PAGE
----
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Rated: E · Essay · Teen · #2207500
Essay written for High School Junior
Ethan Kodrich
English 3
Mrs. Briars
3 November 2019
Where Dreams Come From
Walt Disney; one of the most famous names that embody the American dream, overcoming every adversity, and their ability to dream big. And like Walt, dreams are the building blocks of our society, today’s ideas are tomorrow’s future. In Larson’s novel The Devil in the White City and Rick Warren’s book The Purpose Driven Life: What on Earth Am I Here For? in order for someone to have a large impact, they must start with a big dream.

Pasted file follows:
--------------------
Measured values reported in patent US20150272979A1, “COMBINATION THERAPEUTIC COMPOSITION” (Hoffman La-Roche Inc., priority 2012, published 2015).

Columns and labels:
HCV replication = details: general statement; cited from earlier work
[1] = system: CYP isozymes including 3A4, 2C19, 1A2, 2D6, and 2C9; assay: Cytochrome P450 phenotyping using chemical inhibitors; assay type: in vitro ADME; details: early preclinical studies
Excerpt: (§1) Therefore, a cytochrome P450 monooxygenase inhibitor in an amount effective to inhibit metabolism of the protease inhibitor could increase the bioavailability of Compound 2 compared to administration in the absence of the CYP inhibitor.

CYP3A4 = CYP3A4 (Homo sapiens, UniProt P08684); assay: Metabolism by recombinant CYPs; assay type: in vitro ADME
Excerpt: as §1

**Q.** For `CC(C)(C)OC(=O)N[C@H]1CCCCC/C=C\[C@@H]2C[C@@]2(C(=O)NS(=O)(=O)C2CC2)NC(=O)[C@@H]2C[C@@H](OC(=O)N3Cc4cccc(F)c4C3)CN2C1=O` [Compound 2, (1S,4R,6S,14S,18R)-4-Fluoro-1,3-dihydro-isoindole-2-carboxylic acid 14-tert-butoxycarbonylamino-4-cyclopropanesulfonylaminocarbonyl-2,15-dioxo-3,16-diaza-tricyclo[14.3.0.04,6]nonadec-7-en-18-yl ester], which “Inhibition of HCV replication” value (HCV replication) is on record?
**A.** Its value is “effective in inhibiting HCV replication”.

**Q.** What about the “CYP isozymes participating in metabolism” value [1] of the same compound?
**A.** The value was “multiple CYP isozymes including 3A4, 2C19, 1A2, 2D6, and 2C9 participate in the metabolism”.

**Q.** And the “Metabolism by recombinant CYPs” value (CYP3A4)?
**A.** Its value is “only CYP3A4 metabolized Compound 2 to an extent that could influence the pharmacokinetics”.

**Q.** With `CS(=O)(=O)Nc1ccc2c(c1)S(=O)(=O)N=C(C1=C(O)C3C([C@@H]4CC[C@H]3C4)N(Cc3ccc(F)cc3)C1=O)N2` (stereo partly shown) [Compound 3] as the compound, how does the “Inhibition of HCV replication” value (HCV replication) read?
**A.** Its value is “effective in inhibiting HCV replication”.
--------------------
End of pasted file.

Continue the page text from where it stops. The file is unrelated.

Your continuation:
To dream big your Ideas need to start somewhere and they need to have influence or a defining moment. To dream big, your Ideas need to start somewhere and they need to have influence or a defining moment. In Larson’s novel, one of the main characters, Daniel Burnham, is described as a “Lackluster student” as a result of not getting above eighty-one percent on anything. But while looking for work one day “He had found his calling, he wrote in 1968, and told his parents he wanted to become the “greatest architect in the city or country” (Larson 19). Burnham’s calling to architecture was the first step in creating the necessary chain of events that lead him to create the White City for the world’s fair. If he had not become an architect, he would not have met his lifelong partner, John Root, thus their title as Chicago and the United States’ best architects would seize to exist. Another example is found when Burnham speaks at The Predators Ball, the lead architect“ described his vision of the fair and Chicago’s resolve to make the vision real“; he goes on to elaborate about how the World’s Fair will go down in history as one of the few times ”all true Americans served, and now [he] [asks] [chicagoians] to serve again! [...] This time the room erupted.” “The men left the banquet ball that night united like soldiers in a campaign” (Larson 98,99). The source of Chicago’s great pride towards The World’s fair was Burnham’s speech. Through his speech, he was able to connect to the audience using his motivation and drive that inspired his dreams for the fair as a persuasive, unifying, and outstanding project that Chicago needed at that time. On day 30 of Warren’s novel, he talks about another word for your interests and ambitions; “passion. There are certain subjects [someone] [can] feel passionate about and others you couldn’t care less about”, then those are the moments and the influences that impact our abilities to dream big (Warren). Warren believes that through finding a passion for something or feeling passionate about a subject, you will be able to dream big.